4 - Identifying Causes of Disease - Snow on cholera - Dr Ahmed Alkhefaji

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4 - Identifying Causes of Disease - Snow on cholera - Dr Ahmed Alkhefaji Powered By Docstoc


    Prepared by Prof. Ahmed Alkafajei


     This learning exercise tells the story of
John Snow and his brilliant investigations on
cholera epidemics in the nineteenth century
 in London, England, to illustrate the use of
epidemiology to identify causes of disease to
    help prevent the disease or control its

            Snow on Cholera

The story of Dr. John Snow’s brilliant
investigations on cholera epidemics in
London during 1849 - 1854, would be
retold here utilizing the hypothetico -
deductive approach.

                    Who is Snow?
        Last’s dictionary of Epidemiology (1983) introduces
Snow as: [SNOW, JOHN (1813-1858) London general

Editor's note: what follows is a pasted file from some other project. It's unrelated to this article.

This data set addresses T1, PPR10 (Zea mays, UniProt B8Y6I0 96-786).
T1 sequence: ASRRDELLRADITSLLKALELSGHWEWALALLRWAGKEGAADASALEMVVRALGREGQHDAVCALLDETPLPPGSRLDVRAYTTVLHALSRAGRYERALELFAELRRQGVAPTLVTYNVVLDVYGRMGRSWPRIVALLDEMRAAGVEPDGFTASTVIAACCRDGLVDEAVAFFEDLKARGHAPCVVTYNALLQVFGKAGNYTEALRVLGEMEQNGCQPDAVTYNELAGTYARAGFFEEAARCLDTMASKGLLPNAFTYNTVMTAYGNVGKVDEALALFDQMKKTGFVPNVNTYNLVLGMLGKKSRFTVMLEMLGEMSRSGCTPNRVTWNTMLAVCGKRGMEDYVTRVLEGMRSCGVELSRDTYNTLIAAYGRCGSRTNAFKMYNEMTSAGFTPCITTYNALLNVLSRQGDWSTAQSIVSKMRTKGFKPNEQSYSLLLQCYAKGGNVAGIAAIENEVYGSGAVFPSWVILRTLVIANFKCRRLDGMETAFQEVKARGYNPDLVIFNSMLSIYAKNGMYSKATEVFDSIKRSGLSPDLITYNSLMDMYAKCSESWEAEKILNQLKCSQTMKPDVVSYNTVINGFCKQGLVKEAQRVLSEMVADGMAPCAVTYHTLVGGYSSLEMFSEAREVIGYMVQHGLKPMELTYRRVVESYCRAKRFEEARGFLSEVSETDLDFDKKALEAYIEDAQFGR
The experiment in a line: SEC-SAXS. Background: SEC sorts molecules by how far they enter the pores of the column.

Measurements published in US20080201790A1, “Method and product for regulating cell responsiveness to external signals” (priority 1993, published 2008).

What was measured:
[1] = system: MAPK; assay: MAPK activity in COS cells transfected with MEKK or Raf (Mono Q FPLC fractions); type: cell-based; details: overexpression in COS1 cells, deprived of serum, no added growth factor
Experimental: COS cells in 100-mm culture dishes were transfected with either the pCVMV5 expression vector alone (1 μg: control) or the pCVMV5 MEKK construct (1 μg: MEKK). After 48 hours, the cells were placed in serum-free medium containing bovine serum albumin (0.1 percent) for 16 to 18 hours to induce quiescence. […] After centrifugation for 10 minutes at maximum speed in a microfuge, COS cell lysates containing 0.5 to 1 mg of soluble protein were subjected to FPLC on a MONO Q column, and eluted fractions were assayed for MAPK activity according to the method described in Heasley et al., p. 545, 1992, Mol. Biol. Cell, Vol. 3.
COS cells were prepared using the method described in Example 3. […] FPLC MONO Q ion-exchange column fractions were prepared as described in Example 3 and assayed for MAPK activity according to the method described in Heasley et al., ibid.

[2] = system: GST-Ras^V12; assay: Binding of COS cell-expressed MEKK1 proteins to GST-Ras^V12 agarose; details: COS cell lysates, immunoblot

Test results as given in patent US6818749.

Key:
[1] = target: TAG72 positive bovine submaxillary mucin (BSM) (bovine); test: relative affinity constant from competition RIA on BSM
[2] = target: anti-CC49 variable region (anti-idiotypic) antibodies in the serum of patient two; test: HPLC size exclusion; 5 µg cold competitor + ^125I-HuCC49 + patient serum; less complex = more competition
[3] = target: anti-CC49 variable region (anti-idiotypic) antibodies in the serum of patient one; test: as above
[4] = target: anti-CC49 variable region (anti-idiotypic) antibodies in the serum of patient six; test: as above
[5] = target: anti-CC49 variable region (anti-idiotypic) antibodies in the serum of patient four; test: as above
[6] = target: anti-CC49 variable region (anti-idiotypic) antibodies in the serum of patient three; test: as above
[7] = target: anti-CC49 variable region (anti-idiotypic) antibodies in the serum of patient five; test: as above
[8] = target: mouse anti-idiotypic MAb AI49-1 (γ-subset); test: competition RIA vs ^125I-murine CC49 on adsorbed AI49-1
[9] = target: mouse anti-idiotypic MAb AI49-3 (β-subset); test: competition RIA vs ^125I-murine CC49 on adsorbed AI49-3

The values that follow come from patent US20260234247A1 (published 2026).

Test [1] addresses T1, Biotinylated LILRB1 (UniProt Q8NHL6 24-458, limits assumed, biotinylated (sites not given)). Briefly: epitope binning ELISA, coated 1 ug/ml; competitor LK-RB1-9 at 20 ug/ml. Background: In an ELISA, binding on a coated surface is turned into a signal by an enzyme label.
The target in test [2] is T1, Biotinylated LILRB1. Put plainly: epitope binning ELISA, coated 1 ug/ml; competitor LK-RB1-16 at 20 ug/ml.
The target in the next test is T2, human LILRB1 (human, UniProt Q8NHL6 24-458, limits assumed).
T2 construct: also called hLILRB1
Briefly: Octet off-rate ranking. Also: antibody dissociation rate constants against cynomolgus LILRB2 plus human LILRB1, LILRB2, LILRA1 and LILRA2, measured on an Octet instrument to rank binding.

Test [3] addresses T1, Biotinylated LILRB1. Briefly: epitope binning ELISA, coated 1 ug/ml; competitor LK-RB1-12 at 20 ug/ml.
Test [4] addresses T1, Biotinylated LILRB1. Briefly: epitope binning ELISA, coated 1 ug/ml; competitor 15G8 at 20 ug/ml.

practitioner and early anesthetist, (he assisted Queen
Victoria’s delivery of two of her children with chloroform). His
fame rests upon his observation, brilliant deductions,
painstaking personal inquires, and analytic studies of cholera
outbreaks in the mid-19th century in London and elsewhere.
        All are recorded in “On the mode of communication of
cholera” (London: Churchill, 2nd ed. 1855), which can be
regarded as the first definitive working text on epidemiology
and which also contained an explicit statement of the germ
theory of transmission, written 30 years before Koch
discovered the cholera vibrio].

   Snow’s story does not follow the sequence
adopted by the present learning exercise, nor
does it use the present day epidemiological

     The aim of the learning exercise, being to
illustrate the use of epidemiology in the
identification of disease causation, dictated the
sequence and mode of presenting Snow’s
findings in this exercise.

  Applying Present Day Terminology to
         Snow’s Investigations

1. Descriptive study - Ecological study.